Brain mets, final days? What can I expect?

Hi all,

I know I'm asking people to share difficult experiences. I just hope people can let me know what is ahead. I appreciate every experience with cancer is different. 

My mum was diagnosed with bowel cancer October 2020. Tumor removed but it had already spread to her lungs. 

The tumors in her lungs stayed stagnant for a good while but 6 months ago one started to grow. She now has a met on her brain of 4.2cm. 

Can anyone share their final days? She sleeps a lot. Confused with reality,  very quiet but still with it in some ways..eating great but on steroids. 

Mobility not good..using equipment to get her to the toilet. Sleeping a lot. 

Sorry if this painful to share but I need a bit more info. I've moved in with her and cherishing every moment I can tell her I love her and hug her.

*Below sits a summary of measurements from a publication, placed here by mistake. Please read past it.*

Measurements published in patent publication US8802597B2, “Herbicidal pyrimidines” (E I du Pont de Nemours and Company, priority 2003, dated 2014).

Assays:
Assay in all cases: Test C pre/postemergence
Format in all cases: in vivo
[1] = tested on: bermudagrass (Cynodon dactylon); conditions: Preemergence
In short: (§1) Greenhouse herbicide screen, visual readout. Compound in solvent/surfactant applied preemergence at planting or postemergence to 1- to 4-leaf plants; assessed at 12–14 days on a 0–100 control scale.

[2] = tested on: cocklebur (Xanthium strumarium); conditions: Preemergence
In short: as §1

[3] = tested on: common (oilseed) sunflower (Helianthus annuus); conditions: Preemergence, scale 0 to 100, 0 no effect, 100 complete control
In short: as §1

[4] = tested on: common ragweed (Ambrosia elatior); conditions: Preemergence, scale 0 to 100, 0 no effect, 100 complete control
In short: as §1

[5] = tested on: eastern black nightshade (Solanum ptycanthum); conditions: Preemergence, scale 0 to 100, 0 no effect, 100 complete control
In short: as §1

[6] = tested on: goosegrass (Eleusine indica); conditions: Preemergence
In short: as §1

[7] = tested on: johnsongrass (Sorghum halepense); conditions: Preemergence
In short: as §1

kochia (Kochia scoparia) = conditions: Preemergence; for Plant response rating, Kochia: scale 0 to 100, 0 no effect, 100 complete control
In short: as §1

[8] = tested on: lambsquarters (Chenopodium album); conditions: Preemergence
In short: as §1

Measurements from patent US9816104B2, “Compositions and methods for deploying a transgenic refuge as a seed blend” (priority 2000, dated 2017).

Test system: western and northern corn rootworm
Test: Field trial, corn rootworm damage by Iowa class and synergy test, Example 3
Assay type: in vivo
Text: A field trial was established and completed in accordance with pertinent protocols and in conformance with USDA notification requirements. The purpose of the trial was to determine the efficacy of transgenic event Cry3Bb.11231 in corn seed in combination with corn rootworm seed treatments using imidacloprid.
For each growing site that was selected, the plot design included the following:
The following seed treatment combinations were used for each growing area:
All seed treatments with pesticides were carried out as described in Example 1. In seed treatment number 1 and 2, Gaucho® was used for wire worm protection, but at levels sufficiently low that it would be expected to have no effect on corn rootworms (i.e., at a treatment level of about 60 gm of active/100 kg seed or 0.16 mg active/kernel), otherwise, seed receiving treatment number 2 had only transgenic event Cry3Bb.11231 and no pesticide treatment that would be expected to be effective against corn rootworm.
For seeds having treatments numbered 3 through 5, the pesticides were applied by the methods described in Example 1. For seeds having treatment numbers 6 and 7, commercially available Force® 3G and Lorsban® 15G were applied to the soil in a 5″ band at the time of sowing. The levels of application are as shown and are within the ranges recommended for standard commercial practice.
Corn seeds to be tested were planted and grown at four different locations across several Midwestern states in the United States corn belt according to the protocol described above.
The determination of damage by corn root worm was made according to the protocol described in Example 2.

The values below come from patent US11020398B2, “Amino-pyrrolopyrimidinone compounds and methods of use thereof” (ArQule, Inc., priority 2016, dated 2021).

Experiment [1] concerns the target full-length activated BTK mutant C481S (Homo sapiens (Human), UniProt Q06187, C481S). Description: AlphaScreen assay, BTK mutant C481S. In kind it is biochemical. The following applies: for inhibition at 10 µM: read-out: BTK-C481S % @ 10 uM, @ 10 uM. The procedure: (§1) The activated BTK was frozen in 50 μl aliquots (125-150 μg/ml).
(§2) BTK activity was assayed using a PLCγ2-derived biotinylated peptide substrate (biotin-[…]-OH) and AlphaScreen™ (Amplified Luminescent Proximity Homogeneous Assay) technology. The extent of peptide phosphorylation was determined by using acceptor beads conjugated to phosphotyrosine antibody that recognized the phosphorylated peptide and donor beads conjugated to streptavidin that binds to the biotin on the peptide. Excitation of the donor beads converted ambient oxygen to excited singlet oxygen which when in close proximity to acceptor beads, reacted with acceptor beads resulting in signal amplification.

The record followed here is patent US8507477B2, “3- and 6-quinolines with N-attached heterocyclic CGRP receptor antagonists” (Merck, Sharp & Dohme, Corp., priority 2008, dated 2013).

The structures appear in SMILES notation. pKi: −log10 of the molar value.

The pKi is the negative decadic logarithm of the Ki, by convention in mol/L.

• Hi Helen,

    Welcome to Cancer Chat. I'm sorry to hear about the situation with your mum - this is a lot to deal with and I hope you're getting on OK. It sounds like you're doing a lot in terms of caring for her and making the most of your time with her.

    I know you're looking for others to share their experiences, so hopefully you'll get some more replies here soon. I can see you have also reached out to others on the forum which is good.

    I hope that the forum can be some support to you - we're always here if you need it.

    Keep looking after yourself too, and wishing you all the best,

    Cancer Chat Moderator

  • Hi Helen,

    Hope you are OK and your mum is comfortable. 

    My mum passed away in Dec after lung and brain mets from breast cancer. After she had a seizure from brain mets and was put on steroids, wasn't herself - sometimes hyper or childlike, and didn't sleep much.